|04.27.16 at 1:22 am ET|
ATLANTA — For just the second time during the 2015-16 campaign, Isaiah Thomas failed to reach double digits, finishing with a season-low seven points during his Celtics’ 110-83, Game 5 loss to the Hawks on Tuesday night at Phillips Arena.
Thomas also clocked in with a minus-33 in his 29 minutes, the worst plus-minus number of any Celtics player during a postseason game since the stat started being charted in 1985. But after the game, Thomas — whose exit from the game came after he hurt his left ankle in the fourth quarter — was all about what how the Hawks played him, and how his teammates did, or didn’t, respond.
“That was their game plan. They put two or three guys on me every time I touched the ball,” Thomas said. “Their game plan was to let the other guys beat us. It should be a sign of disrespect to my teammates to put two on the ball every time I have it. Other guys have to step up and make plays, that’s what it comes down to. If they try and do it again in Game 6, it comes down to other guys making plays. I’m just going to try and get the ball out as quickly as possible, out of the trap, out of the two or three guys on me. But other guys have to make shots, and other guys have to make plays for us to win.
“It’s tough for me because I feel like I can score on anything. But as a point guard I have to make the right play and I’ve got to trust my teammates. And I know once my teammates do knock down shots, or make the right play out of the double team, it’s going to open up for me throughout the game. Today it didn’t happen. But we knew they would make adjustments, and now we have to make adjustments and other guys have to step up.”
The Hawks’ strategy was apparent early on, with Thomas not able to freelance through the Atlanta defense as he had done for much of the series. Thomas failed to score a single point in the first half, marking the third time this season that has happened. This time it lead to the Celtics scoring just 39 points, while carrying an eight-point deficit into halftime.
“A team never really did what Atlanta did [Tuesday],” Thomas said. “They really had two or three guys on me the whole time. Face-guarding me. When I got it they showed all five guys. They weren’t worried about anybody else. Guys have to adjust. Guys have to make plays. And once we make shots, like we do at home, and make plays, like we do at home, they can’t do that.”
|04.26.16 at 11:27 pm ET|
With 10:14 remaining in a playoff game the Celtics trailed by 29 points, Celtics guard Isaiah Thomas landed awkwardly on his left ankle, suffering a mild ankle sprain.
“With this team, I’ve seen just enough crazy stuff to think that we might be able to get back in it and give them a chance from 12 [minutes] to nine or eight, just to see if it could happen,” Celtics coach Brad Stevens after the Game 5 loss. “He had a sub at the table when it happened, so I know that’s quite a task and quite a mountain to overcome, but we’ve all seen this team do some pretty crazy things when they’re down.”
Except, it was clear the Celtics were gassed from the second quarter on — Thomas in particular. The All-Star point guard was scoreless at the half and finished with a season-low seven points on 12 shots, not returning after the injury. We can debate whether Thomas should’ve been in the game, but what’s done is done entering Game 6.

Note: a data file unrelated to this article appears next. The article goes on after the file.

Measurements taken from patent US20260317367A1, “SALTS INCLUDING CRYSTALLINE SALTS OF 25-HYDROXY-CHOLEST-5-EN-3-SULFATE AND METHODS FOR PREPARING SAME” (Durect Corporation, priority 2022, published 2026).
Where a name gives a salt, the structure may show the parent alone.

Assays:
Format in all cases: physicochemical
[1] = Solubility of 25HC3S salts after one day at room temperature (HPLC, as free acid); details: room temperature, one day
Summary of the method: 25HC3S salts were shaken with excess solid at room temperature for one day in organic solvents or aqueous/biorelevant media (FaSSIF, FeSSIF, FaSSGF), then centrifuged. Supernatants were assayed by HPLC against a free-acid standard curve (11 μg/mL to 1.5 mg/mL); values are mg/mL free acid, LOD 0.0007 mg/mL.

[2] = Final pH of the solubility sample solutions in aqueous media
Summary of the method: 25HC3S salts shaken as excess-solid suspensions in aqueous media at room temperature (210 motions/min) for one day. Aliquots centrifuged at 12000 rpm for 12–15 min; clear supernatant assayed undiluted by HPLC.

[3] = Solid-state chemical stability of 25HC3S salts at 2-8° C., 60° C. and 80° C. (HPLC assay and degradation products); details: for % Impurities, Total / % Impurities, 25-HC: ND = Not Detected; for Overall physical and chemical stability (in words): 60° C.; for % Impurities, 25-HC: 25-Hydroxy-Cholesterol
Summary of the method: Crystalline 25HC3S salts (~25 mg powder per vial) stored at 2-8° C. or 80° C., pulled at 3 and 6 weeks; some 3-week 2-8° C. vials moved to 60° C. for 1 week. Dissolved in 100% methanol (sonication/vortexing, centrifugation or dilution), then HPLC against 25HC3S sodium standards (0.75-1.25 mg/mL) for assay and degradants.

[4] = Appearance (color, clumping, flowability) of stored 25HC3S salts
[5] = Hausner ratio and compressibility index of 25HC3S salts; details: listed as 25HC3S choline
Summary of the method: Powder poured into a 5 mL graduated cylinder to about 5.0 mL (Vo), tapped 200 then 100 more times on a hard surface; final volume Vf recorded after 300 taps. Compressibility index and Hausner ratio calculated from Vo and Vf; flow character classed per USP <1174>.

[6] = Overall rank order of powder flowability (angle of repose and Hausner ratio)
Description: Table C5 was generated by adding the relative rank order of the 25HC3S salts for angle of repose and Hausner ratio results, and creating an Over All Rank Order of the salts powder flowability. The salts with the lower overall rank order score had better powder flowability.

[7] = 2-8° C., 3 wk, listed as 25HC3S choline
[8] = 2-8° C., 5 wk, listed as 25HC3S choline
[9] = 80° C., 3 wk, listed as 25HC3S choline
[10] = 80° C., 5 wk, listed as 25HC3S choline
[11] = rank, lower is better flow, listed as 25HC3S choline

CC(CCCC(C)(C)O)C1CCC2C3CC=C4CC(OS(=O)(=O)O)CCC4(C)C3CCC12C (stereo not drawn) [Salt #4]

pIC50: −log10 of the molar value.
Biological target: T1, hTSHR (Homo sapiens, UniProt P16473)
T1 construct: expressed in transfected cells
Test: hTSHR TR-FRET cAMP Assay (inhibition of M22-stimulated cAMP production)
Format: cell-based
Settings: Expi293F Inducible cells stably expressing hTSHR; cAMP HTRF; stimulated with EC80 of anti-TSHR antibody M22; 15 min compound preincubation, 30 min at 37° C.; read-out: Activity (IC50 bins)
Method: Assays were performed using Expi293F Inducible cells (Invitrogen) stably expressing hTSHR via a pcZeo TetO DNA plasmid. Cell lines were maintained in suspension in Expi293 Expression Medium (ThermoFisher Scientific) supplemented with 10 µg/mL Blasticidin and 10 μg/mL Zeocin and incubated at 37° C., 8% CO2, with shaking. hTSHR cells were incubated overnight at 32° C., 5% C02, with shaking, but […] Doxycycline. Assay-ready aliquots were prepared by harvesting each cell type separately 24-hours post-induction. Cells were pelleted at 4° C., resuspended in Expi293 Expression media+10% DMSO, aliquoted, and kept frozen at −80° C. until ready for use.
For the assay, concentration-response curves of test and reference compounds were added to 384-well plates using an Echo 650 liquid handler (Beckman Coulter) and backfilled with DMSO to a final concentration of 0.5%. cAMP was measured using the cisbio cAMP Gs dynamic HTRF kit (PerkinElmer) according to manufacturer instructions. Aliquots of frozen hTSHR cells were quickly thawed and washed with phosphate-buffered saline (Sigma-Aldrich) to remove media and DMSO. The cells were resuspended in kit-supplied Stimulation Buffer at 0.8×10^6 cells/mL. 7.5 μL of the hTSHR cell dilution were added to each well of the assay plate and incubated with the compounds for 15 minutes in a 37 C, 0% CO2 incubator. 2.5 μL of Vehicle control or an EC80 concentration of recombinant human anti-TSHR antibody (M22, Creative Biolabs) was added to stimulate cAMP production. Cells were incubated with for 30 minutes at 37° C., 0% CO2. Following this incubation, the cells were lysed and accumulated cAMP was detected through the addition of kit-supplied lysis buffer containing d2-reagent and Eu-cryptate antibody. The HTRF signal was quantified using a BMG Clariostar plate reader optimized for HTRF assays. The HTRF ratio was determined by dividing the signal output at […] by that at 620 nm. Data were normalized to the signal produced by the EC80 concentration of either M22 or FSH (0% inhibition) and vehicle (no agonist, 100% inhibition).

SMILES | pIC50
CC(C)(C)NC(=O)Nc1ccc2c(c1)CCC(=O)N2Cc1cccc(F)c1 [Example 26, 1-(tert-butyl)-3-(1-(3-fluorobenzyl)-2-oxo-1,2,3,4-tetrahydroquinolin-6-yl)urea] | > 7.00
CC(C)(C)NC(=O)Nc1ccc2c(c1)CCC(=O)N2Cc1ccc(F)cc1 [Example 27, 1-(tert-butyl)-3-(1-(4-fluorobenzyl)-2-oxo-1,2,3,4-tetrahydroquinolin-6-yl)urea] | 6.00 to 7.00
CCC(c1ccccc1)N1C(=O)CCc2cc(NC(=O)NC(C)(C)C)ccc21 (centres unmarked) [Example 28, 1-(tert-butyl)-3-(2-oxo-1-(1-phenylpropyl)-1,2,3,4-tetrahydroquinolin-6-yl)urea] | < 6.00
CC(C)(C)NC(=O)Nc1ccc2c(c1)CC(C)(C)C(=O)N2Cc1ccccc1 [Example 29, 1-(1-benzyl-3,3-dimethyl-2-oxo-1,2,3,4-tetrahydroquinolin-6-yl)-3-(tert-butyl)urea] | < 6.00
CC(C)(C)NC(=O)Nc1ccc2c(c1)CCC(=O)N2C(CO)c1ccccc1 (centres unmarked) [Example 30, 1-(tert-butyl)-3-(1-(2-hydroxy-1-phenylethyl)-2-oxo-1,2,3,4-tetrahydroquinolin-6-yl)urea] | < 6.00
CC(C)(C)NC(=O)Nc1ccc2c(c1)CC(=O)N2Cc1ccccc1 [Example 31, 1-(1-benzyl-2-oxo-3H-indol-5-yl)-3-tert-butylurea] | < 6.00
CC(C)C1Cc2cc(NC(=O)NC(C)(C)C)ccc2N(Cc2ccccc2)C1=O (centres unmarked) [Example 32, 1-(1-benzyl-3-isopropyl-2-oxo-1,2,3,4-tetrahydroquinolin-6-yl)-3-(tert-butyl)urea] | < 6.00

Asked if Thomas would be ready for Game 6, Stevens added, “I’m not qualified to answer that question,” but with the season on the line in Boston on Thursday night, it’s hard to imagine Thomas won’t give it a go, even on a bum ankle. He told reporters he merely tweaked his ankle and would be playing Thursday, come hell or high water.
“I’m doing great, ready for Game 6,” he told the media. “Yeah, I’ll play no matter what. I’m not going to sit out. I just tweaked it. I had tweaked it in Game 4 as well, in the fourth quarter, so I just tweaked it again. It hurt right when it happened, but I came back here and iced it. I’ll be all right. For the most part, the swelling is all right. I don’t swell that much, but hopefully it doesn’t get any worse by tomorrow, which it probably will, but I’ll just get treatment all day tomorrow and before the game on Thursday.”
The question is how effective he’ll be. The C’s got a taste of what their offense may look like sans Thomas at full strength in Game 5, and the reviews came back with zero stars.
|04.26.16 at 10:59 pm ET|
A promising night turned into a disaster for the Celtics.
Kent Bazemore keyed a 26-6 run in the first half to turn a 10-point Celtic lead into a 10-point Atlanta advantage. Then the Hawks caught fire in the third quarter, using an 18-1 run to blow Tuesday’s Game 5 wide open en route to a 110-83 rout of the Celtics at Philips Arena and a 3-2 series lead.
Isaiah Thomas, the leading scorer in the NBA playoffs so far, had one of the worst nights in a Celtics uniform, going scoreless in the first half and finishing with just seven points on 3-of-12 shooting before leaving with what the team called a “mild” left ankle sprain with 10 minutes left in the game.